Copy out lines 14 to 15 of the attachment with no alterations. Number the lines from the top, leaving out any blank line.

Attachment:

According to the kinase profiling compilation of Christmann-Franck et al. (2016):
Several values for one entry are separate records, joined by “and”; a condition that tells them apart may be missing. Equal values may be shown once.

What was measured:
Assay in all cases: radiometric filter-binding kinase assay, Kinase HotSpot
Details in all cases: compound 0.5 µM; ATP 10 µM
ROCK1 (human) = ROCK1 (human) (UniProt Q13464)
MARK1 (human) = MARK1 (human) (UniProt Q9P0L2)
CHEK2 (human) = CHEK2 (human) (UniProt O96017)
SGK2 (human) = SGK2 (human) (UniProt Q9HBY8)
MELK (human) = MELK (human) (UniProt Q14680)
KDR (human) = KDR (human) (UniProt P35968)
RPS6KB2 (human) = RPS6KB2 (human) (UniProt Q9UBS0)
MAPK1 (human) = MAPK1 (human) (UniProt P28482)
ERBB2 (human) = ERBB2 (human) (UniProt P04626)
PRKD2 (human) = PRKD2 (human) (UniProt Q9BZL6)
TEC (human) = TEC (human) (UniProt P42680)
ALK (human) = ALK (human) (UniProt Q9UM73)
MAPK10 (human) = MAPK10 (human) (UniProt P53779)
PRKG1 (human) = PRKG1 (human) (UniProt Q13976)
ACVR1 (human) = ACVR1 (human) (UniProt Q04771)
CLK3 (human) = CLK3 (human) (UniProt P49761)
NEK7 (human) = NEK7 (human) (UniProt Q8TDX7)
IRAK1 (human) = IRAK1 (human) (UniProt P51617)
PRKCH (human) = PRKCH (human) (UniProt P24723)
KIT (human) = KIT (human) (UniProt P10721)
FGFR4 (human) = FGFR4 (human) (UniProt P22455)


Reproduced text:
ERBB2 (human) = ERBB2 (human) (UniProt P04626)
PRKD2 (human) = PRKD2 (human) (UniProt Q9BZL6)